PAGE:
It may be a good idea to talk about this matter with the prosecutor while planning your testimony. You do not need to disclose personal history right away but you might ask the prosecutor whether she or he thinks the defense attorney will ask you any personal questions and whether you will have to answer them. Note that a prosecutor may be required to disclose to the defense that you are a survivor. If you are not comfortable with this possibility then testifying may not be a good idea for you. If you are comfortable, then consider how you would answer the question. For example, if you are a victim/survivor, you would answer “yes” and, if pressed further, that your background is part of the reason why you are interested in this issue or why you pursued the specialty that you did. You could also state that you have now heard about so many different sexual assault stories through your extensive patient work that you understand the issue from a variety of perspectives that go beyond your own. It should not be necessary for you to go any further. You are not the victim in the case.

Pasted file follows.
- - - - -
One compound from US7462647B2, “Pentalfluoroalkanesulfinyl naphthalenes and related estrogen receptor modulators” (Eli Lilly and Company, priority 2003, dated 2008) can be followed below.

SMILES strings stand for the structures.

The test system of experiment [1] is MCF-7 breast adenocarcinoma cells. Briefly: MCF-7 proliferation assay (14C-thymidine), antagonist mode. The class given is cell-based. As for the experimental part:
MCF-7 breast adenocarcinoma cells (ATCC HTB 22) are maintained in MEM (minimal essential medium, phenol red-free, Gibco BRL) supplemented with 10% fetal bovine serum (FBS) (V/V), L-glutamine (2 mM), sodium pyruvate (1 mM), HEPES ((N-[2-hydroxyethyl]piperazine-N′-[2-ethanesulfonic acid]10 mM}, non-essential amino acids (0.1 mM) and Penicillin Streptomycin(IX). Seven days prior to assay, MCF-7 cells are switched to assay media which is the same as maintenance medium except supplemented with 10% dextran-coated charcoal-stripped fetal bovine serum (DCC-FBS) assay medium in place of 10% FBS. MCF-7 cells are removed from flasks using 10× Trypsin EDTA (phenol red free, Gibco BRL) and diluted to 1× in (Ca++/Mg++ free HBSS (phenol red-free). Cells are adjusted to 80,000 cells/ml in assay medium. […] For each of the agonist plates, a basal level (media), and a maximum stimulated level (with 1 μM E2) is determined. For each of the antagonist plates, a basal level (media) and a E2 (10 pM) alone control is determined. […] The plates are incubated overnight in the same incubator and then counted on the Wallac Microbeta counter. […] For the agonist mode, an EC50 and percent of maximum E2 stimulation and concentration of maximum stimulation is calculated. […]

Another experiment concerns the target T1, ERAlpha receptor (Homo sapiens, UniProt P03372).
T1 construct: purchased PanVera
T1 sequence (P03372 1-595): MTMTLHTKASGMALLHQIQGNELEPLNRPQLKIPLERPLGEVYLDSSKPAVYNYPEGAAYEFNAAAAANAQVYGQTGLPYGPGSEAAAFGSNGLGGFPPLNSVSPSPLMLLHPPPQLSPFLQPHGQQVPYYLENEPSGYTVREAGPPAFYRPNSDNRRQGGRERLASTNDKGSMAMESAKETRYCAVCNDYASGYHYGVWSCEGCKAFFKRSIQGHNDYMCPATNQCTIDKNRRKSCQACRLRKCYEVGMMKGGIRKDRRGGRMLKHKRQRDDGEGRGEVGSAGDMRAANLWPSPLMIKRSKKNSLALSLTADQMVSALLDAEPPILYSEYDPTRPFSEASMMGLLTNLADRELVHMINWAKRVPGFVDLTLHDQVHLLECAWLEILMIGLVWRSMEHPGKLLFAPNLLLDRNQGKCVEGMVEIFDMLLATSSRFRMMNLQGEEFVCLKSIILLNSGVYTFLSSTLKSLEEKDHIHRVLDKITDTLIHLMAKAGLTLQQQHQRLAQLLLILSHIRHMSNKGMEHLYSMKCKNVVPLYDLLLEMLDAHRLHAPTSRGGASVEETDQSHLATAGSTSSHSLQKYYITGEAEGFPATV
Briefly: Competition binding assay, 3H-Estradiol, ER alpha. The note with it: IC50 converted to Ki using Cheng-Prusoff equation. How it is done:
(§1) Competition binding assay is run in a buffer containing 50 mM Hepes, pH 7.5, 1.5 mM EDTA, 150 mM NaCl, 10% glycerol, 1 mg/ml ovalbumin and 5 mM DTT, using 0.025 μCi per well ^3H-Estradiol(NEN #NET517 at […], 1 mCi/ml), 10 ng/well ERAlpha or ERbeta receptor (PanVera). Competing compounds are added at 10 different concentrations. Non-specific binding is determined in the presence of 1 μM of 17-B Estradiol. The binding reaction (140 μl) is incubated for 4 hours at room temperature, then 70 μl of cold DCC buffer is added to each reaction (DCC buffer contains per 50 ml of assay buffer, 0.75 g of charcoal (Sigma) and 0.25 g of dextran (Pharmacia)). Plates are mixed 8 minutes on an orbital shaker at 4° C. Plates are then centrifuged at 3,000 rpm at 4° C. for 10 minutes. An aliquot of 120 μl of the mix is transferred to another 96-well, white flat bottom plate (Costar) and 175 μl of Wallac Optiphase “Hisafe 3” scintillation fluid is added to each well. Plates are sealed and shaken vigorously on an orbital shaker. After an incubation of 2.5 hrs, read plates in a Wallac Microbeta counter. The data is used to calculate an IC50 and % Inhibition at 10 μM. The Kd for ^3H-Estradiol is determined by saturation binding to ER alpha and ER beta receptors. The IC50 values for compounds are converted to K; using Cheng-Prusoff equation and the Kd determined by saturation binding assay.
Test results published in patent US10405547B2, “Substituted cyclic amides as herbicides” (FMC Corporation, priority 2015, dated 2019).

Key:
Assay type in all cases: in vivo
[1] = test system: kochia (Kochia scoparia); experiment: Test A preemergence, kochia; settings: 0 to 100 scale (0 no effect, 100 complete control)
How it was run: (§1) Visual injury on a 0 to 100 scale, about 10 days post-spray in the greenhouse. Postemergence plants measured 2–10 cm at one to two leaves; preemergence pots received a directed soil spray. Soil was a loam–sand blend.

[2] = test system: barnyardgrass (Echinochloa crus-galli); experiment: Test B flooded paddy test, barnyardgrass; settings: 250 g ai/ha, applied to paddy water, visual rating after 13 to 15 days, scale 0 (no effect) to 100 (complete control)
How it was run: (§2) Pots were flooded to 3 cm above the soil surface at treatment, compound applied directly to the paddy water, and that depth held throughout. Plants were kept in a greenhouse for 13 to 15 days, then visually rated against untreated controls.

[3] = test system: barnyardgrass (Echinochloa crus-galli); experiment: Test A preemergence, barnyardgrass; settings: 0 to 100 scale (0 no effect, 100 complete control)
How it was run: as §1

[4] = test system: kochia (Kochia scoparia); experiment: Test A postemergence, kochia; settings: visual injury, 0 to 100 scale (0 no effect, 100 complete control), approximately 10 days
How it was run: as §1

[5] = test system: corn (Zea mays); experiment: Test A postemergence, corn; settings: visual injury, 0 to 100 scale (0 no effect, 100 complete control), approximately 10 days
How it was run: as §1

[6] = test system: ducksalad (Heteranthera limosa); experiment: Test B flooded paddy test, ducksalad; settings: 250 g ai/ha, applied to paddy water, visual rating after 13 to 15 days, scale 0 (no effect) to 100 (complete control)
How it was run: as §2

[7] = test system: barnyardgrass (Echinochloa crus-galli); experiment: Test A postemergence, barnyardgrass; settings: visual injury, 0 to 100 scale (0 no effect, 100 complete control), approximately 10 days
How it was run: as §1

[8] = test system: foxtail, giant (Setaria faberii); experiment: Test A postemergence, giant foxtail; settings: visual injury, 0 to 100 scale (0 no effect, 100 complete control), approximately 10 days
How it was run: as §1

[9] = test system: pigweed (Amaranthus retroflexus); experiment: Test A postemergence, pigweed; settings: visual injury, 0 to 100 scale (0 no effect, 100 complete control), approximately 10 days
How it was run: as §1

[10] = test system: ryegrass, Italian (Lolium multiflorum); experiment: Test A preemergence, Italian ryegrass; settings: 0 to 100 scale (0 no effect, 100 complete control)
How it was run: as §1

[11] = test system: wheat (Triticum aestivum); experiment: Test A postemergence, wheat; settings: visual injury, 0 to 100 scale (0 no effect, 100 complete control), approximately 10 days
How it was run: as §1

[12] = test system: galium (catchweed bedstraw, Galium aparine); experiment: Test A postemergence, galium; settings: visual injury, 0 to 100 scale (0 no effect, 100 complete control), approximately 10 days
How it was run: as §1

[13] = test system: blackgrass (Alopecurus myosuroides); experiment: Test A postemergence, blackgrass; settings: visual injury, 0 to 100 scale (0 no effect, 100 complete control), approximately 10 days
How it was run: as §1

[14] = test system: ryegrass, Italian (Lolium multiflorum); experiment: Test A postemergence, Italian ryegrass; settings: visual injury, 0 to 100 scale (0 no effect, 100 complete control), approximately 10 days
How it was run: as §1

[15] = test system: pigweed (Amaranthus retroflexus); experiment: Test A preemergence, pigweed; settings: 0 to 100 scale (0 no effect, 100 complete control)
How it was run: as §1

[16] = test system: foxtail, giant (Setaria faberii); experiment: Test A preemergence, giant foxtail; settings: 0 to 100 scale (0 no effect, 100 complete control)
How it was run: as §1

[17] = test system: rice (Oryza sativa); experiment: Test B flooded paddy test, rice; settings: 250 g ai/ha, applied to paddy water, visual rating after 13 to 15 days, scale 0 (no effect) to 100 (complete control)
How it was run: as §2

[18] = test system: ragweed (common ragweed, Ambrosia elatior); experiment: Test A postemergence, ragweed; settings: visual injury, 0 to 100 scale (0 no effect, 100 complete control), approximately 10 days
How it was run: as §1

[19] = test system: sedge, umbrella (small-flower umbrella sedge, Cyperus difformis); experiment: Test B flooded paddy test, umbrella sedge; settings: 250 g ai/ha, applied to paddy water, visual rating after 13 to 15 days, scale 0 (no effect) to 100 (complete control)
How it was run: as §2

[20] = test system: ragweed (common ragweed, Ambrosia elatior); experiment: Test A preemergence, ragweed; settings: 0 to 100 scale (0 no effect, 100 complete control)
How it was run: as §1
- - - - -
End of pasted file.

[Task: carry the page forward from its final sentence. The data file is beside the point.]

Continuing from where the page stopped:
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SECTION 8: REDIRECT

What is redirect?

A redirect is a second direct examination that is done after the cross-examination and ordinarily is limited to matters covered during cross-examination. The redirect will be carried out by the party/attorney that you are serving as a witness for. Re-direct is a chance to clarify something that wasn’t explained well in direct examination, or something that was confused during cross- examination. Leading questions are only allowed when changing from topic to topic.

Sample Redirect Questions